This first round blends into and overlaps with STEP 3, just so you know. They are like two halves of one whole.

Timeframe: 1-2 months.


I tried to find the most red of anywhere. This novel is going through a major rewrite (on the current backburner until EOE is ready for release).

Prior to any of my books going to their respective betas, I read the entire novel in it’s entirety twice. Maybe three or four more times. It’s hard to say because of the way I read and edit, read and edit. Edit and read the chapter. Cooking? Reread the chapter. Walking? Reread the chapter. By the time I actually make it to where I print it out (see image) onto paper, we are at the BETA stage and my final read-through is for READABILITY and MINOR DETAILS like CONTINUALITY glitches.

Timeframe: 1 month.


Oh, Lord. The beta has spoken.

Oh, Lord. The beta has spoken.

The fabled BETA STAGE. This is where your novel goes out into the big bad world of willing torture victims in the hopes that it will come back with a big red bow on top.

During this stage, your manuscript may go to one person or a trusted few. Beta Readers are dangerous in the aspect that they can either be total crap [i.e. I love it, it’s great, or I hate it, it sucks.] or they can chew through each chapter with their teeth until there’s nothing left but a carcass. Again, this can be good or bad.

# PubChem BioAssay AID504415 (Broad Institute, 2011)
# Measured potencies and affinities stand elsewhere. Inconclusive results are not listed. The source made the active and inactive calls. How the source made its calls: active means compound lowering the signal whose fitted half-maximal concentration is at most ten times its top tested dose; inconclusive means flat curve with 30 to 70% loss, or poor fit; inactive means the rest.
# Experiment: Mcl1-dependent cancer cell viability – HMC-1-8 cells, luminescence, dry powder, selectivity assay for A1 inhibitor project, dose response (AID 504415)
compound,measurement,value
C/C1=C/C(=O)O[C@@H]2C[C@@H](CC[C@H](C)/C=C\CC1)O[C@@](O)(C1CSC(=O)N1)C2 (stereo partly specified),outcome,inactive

By having a group of Betas, the probability that they at least comb through all the parts that need combing and validate what needs to be validated is higher. Feedback is the only job that a Beta Reader has. Everything that you liked, everything that you hated, everything that made you feel or confused you is important. The BETA is “the reader.” You have please them, stroke them, coddle them, and make sure they are tucked in at night.

Only then will the author get the feedback they so desire.

Timeframe: 1 week to 1 month.